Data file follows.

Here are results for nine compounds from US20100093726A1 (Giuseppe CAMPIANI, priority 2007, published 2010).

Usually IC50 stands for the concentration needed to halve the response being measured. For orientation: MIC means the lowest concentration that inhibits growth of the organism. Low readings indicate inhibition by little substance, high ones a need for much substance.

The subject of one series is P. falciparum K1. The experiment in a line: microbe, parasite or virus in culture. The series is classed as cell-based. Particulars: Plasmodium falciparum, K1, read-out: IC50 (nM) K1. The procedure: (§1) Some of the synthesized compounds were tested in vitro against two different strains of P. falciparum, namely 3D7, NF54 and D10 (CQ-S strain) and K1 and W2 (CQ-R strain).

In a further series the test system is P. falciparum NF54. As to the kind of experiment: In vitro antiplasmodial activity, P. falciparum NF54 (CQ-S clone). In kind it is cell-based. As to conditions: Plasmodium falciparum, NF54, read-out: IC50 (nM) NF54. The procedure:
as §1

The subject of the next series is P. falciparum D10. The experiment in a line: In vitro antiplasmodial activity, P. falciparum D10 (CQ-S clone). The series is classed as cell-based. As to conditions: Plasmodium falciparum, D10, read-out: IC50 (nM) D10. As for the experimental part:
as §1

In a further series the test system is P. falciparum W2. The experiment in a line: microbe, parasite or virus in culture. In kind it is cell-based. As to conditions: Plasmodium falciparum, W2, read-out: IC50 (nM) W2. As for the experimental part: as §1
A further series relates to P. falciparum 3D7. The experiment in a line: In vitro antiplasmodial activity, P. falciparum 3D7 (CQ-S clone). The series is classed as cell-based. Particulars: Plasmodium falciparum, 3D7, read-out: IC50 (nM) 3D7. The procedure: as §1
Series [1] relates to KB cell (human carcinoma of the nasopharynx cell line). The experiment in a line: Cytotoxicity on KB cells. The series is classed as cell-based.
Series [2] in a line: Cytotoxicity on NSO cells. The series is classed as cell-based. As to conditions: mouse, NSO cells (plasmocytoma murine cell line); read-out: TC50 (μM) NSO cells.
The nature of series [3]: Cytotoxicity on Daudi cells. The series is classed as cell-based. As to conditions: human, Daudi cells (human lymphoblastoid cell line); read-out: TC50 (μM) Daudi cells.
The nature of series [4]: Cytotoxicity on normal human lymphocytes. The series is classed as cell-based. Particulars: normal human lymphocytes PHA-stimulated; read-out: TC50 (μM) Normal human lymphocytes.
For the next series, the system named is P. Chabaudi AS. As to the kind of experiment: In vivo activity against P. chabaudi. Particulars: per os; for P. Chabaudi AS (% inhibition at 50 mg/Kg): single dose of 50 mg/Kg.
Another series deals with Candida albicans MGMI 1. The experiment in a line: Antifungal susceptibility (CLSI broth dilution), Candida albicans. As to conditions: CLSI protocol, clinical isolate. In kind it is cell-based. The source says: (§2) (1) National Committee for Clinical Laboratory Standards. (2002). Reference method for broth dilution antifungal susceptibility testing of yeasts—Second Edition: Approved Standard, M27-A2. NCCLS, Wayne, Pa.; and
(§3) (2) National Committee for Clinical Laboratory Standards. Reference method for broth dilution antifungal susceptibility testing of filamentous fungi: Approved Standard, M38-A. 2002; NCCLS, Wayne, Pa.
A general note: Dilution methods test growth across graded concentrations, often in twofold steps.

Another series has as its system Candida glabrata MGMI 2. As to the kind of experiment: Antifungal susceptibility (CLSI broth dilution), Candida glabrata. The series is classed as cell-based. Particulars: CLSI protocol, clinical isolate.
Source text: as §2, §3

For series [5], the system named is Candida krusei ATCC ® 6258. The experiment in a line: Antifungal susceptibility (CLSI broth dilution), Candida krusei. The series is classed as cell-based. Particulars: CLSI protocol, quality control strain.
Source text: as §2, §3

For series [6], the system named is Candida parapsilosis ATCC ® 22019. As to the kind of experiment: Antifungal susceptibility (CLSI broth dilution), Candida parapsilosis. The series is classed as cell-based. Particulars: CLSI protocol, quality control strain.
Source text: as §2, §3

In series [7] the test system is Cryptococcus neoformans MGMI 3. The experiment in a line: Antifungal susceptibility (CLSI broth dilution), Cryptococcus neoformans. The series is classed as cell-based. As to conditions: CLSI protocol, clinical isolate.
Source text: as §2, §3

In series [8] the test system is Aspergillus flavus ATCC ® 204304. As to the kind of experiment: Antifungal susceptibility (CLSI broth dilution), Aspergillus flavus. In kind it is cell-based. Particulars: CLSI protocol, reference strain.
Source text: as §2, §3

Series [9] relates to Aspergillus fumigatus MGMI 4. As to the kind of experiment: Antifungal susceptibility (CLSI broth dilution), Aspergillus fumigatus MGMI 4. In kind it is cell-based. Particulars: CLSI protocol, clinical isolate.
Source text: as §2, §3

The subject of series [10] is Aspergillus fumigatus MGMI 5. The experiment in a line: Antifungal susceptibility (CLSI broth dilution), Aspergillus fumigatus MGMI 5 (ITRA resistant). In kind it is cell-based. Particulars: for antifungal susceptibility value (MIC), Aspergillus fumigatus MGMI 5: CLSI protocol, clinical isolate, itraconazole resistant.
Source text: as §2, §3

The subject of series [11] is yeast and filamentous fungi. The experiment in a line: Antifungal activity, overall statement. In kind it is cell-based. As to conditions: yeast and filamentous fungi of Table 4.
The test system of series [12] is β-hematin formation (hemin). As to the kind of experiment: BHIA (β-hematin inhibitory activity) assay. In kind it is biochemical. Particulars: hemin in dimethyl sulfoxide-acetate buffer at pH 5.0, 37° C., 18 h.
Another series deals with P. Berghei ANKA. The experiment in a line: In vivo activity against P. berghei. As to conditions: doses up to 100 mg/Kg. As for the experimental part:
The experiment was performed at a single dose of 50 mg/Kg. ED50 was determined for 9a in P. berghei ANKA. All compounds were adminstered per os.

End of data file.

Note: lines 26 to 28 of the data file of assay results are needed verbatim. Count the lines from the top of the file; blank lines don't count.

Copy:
In series [8] the test system is Aspergillus flavus ATCC ® 204304. As to the kind of experiment: Antifungal susceptibility (CLSI broth dilution), Aspergillus flavus. In kind it is cell-based. Particulars: CLSI protocol, reference strain.
Source text: as §2, §3

Series [9] relates to Aspergillus fumigatus MGMI 4. As to the kind of experiment: Antifungal susceptibility (CLSI broth dilution), Aspergillus fumigatus MGMI 4. In kind it is cell-based. Particulars: CLSI protocol, clinical isolate.